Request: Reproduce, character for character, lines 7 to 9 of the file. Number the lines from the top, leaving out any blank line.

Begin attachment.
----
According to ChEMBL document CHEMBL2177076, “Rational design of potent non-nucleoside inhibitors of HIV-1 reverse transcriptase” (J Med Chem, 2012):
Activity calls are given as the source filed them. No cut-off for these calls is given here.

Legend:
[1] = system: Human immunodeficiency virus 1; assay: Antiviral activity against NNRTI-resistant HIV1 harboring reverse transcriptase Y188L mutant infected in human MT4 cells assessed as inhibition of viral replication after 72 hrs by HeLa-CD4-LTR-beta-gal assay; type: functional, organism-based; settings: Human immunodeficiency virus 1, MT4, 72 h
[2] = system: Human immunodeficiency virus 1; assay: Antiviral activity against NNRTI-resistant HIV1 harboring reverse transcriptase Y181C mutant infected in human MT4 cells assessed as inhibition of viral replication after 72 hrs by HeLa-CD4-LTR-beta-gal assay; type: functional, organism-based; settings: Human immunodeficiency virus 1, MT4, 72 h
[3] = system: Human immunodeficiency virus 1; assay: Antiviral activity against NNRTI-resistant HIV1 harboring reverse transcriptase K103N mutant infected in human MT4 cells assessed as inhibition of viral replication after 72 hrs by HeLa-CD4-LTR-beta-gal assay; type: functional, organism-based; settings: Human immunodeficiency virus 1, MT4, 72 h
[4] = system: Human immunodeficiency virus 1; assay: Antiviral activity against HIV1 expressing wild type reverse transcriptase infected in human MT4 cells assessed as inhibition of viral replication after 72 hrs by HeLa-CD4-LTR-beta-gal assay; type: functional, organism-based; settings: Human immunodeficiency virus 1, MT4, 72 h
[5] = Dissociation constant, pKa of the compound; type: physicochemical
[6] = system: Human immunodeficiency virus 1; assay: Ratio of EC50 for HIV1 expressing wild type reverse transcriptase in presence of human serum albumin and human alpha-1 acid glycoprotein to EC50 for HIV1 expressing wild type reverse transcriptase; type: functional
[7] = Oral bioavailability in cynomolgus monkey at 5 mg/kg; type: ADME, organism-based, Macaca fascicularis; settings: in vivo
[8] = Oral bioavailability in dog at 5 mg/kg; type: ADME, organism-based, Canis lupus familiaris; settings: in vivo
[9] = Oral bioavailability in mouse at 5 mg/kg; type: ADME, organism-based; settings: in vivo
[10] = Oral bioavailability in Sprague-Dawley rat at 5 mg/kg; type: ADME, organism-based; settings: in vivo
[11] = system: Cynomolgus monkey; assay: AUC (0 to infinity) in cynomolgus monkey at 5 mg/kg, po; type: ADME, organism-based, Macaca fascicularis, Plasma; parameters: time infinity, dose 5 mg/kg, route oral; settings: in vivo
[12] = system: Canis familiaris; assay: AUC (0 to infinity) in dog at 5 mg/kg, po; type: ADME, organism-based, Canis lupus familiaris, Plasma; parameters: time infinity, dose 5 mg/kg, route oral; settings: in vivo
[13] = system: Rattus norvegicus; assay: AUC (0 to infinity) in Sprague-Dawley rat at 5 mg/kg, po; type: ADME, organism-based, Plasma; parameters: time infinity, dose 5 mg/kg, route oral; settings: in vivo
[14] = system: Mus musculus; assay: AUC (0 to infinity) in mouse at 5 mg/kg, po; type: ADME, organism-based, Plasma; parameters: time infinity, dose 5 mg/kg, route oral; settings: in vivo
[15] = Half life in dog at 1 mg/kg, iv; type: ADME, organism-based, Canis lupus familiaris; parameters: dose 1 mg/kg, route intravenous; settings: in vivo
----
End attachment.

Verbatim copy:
[4] = system: Human immunodeficiency virus 1; assay: Antiviral activity against HIV1 expressing wild type reverse transcriptase infected in human MT4 cells assessed as inhibition of viral replication after 72 hrs by HeLa-CD4-LTR-beta-gal assay; type: functional, organism-based; settings: Human immunodeficiency virus 1, MT4, 72 h
[5] = Dissociation constant, pKa of the compound; type: physicochemical
[6] = system: Human immunodeficiency virus 1; assay: Ratio of EC50 for HIV1 expressing wild type reverse transcriptase in presence of human serum albumin and human alpha-1 acid glycoprotein to EC50 for HIV1 expressing wild type reverse transcriptase; type: functional